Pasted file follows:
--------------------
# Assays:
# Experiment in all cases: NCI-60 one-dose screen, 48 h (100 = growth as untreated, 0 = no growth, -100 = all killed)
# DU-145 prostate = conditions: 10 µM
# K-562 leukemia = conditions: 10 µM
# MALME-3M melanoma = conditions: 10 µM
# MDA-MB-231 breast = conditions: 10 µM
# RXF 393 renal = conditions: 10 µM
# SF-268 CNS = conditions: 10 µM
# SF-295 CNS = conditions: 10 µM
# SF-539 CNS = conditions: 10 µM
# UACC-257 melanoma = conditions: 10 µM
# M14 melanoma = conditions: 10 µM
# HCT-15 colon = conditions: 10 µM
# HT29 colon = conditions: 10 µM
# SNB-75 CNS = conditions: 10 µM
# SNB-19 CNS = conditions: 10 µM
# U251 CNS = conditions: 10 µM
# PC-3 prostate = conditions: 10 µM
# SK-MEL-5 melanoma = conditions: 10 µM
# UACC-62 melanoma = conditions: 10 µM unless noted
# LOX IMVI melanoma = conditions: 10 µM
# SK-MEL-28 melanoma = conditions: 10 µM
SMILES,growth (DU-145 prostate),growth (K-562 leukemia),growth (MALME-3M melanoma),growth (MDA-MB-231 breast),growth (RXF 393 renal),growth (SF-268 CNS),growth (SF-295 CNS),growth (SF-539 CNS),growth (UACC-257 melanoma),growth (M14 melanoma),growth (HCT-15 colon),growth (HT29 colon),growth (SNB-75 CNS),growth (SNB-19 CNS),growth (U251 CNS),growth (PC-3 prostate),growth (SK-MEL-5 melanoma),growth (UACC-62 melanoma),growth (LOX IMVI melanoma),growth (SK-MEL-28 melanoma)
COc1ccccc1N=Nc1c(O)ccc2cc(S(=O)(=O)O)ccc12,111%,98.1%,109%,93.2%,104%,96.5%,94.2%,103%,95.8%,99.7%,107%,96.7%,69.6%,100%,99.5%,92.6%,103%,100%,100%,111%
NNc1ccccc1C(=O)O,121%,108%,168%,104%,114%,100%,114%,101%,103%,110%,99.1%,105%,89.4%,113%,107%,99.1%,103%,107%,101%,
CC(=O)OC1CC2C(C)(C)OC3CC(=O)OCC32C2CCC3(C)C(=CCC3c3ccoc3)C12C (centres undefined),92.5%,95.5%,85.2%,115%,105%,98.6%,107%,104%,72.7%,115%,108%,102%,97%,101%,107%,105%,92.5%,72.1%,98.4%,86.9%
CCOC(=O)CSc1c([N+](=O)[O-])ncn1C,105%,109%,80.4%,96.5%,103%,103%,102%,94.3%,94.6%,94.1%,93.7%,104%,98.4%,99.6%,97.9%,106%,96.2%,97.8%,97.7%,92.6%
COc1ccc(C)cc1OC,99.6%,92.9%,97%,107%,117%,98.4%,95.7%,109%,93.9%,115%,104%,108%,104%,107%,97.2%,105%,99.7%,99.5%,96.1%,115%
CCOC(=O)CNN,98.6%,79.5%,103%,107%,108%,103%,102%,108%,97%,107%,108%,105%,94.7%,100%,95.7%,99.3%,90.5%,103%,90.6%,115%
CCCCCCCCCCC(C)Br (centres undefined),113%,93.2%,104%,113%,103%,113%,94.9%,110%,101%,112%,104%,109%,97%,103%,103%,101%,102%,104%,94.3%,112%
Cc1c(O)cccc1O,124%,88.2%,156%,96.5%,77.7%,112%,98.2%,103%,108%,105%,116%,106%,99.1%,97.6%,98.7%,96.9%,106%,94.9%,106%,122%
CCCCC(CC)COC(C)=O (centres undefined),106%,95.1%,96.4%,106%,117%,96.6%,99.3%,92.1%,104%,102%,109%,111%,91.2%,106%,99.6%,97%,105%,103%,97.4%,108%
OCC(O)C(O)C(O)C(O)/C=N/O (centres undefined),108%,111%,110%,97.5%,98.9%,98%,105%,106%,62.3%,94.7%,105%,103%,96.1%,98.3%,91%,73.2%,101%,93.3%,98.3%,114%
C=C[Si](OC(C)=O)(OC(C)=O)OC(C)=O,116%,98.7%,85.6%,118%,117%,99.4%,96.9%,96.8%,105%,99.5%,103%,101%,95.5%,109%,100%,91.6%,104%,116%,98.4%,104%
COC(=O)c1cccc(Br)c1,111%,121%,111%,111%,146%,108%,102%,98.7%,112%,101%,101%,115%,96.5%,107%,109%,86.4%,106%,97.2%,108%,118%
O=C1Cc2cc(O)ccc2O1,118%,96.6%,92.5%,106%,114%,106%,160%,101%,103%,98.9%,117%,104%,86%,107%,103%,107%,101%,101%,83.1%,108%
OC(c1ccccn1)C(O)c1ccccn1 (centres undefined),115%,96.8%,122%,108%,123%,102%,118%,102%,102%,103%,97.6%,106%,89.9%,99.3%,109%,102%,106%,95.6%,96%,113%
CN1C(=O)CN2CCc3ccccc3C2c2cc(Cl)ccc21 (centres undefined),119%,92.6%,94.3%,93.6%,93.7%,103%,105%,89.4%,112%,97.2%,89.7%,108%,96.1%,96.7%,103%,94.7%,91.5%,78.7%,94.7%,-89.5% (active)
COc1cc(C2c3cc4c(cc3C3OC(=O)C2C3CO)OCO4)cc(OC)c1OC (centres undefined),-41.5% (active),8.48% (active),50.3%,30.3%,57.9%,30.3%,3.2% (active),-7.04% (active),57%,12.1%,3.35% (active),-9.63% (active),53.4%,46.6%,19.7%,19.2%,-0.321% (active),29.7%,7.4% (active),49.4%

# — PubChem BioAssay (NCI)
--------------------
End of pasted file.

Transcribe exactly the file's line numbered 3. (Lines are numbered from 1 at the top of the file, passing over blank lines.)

# DU-145 prostate = conditions: 10 µM